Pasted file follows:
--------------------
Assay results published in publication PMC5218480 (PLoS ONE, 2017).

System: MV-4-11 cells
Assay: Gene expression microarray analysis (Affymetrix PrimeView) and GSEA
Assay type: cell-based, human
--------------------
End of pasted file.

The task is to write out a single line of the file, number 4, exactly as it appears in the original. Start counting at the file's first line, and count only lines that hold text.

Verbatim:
Assay type: cell-based, human